Dezeen Magazine

Axial Symphony by Design Systems

Hong Kong studio Design Systems have completed the renovation of a penthouse apartment in Shenzhen, China, including the addition of an undulating lawn on the terrace.

Called Axial Symphony, the home is arranged along several axis and aims to make the residents feel they are at the centre of their home as they move through the property.

The living area features reclaimed boat-building timber.

More about Design Systems on Dezeen: Control room of Hong Kong international airport

Here's some more information from Design Systems:


Axial symphony: Comfort in Order

Logic seems to be residing amongst our subconscious whether we like it or not. In here, the role of a designer is merely to epitomize our need in a living environment.

Any creators of space were well aware of the importance of symmetry in design. As a basic principle of aesthetic judgement, symmetry has become the design fundamental of many architectural masterpieces.

Indeed, property of remaining invariant under certain changes (as of orientation in space, of the sign of the electric charge and of parity) is the essence of a calm interior.

On that ground, the ingredient to a good living environment has become clear: we need beauty and comfort to go hand in hand.

Manipulating axes is the point of departure of this design. Within each functional space, furniture and fixtures are located on an axis that is projected from the most important spatial elements of that zone.

The arrangement keeps the inhabitant, physically or visually, always oriented to the centre of the various spaces. In another word, the person is always the epicenter of a space and never to be overpowered by it.

For example, once enter the bathroom the basin at bathroom is centered to the inhabitants, as the door and the basin are located on the same axis. The water closet is directly facing an aperture, resisting to be stereotypically enclosed.

The landscape at the garden is made of a few undulating mounts of small hills swinging from one side of the axis to another. The person sitting on the sofas of the living room, which are centered to the window framing it, views such playfulness of greenery.

Each element in space is chosen by its ability to work in harness with the inhabitant, hence evoking beauty in its function.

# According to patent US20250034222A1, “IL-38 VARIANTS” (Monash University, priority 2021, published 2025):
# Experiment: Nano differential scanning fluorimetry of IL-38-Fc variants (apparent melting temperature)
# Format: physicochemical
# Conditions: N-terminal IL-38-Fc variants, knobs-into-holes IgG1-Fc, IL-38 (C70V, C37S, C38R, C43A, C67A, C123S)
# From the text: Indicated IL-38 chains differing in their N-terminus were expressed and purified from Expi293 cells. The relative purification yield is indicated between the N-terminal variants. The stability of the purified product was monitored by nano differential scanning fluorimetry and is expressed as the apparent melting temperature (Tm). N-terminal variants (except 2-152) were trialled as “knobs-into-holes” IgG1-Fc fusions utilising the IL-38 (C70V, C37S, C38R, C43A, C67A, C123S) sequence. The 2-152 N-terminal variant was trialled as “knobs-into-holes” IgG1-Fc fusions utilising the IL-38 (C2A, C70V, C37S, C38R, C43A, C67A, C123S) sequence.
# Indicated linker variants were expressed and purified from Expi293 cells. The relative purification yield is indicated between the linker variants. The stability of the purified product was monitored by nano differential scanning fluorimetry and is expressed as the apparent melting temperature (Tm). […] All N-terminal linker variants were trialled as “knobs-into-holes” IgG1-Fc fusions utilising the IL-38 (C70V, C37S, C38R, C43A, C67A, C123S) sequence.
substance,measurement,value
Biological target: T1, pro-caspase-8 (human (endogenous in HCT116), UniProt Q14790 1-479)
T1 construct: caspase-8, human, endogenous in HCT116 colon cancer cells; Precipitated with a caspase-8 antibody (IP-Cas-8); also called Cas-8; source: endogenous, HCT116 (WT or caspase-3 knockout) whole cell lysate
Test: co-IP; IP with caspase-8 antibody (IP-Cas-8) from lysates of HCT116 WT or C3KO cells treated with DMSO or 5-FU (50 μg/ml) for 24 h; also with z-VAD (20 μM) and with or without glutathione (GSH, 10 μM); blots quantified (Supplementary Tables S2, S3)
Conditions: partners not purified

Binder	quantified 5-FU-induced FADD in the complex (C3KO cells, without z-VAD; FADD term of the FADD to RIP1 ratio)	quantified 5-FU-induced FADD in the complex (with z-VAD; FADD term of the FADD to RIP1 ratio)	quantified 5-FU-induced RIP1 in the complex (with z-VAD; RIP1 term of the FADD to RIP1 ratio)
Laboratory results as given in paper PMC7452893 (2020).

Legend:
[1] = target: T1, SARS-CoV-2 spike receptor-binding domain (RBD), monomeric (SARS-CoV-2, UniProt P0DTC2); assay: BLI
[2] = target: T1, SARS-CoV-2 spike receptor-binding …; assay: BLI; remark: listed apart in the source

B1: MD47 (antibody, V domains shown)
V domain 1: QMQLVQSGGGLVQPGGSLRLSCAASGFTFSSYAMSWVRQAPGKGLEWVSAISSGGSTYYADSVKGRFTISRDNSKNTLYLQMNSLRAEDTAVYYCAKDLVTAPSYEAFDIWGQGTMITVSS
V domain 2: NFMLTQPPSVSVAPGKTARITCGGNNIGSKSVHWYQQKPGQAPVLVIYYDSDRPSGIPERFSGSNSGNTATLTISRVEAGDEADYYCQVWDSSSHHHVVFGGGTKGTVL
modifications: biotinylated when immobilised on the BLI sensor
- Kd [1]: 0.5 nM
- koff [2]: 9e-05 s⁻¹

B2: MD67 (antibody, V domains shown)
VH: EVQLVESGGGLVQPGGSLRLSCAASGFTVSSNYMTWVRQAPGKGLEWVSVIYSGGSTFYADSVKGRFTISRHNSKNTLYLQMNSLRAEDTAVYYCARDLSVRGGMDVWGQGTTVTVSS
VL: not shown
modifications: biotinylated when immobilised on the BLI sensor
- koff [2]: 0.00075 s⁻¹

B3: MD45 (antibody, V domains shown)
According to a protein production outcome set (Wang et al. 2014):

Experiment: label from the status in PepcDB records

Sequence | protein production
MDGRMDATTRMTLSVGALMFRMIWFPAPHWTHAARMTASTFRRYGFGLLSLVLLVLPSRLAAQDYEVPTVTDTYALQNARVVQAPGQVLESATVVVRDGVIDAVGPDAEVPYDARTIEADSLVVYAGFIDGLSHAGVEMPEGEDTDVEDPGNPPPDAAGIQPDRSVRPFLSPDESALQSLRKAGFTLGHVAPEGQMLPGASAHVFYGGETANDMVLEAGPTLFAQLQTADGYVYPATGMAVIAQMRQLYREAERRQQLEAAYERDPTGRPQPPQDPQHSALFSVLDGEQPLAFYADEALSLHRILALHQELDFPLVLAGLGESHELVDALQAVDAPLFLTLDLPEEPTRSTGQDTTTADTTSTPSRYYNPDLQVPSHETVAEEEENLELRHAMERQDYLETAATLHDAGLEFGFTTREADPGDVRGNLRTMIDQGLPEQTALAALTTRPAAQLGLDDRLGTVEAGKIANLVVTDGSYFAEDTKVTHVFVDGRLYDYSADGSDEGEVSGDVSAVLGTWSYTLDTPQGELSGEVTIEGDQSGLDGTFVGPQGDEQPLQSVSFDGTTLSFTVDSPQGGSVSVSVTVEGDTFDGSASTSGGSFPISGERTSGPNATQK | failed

As we endeavor to weave sense into space, a home has stopped being just an environment for living. The design brief was to turn a 150 sq m three-bedroom penthouse apartment into a home for a couple.

Instinctively the number of rooms was reduced in exchange for bigger and more personalized en suite. Each piece of furniture and fixings should feature the individual preference of the inhabitant, while holistically they reflect their lifestyle.

As a result, the inhabitant has become the livelihood of a home. Attention in harmonious details has become paramount to the design, like the nuance of foreground and background, the lightness and weight, smooth and rough, ….. etc. in another word, materials were used basing on their compatibility to spatial function rather than their visual merit.

Such as white terrazzo was used for the flooring of the garden to highlight and expose the beauty of the green; on the other hand, recycled boat-building timber was used in the living room for creating a cozy and well-grounded interior.

Similarly, when choosing for the material for an open kitchen, darkened glass and black marble was used not only to fulfill its practical performance but also to bring a sense of anchorage into an otherwise visually light and bright interior.

A material should appeal to the inhabitant only when its property is fully shown through its function. Ultimately, beauty is just a side product to a comfortable space.